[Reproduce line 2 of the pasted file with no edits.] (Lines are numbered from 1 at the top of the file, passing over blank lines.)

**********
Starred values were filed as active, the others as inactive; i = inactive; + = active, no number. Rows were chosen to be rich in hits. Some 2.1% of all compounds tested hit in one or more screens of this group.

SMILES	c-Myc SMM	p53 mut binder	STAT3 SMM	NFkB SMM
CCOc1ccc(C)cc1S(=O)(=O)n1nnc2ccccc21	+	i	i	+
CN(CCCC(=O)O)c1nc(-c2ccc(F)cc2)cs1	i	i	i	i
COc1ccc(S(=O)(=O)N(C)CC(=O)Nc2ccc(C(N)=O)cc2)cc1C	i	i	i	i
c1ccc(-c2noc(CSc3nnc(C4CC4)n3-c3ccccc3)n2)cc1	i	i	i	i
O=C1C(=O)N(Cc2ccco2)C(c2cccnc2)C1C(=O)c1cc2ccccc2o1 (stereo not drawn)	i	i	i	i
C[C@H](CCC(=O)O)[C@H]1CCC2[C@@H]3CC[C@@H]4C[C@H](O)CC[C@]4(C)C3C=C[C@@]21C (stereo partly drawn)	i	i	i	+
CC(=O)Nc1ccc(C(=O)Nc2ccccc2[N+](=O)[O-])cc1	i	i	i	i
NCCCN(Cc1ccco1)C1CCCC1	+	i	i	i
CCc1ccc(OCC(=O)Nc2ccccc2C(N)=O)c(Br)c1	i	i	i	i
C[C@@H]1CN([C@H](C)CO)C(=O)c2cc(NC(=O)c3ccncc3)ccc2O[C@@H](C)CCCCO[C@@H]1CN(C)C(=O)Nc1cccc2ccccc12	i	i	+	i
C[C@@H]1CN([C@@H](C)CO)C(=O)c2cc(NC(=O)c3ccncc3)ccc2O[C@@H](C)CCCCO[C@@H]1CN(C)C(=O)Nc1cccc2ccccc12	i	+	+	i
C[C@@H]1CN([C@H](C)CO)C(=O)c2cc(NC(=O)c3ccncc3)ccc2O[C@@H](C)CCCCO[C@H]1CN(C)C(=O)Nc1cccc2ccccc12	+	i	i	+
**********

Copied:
SMILES	c-Myc SMM	p53 mut binder	STAT3 SMM	NFkB SMM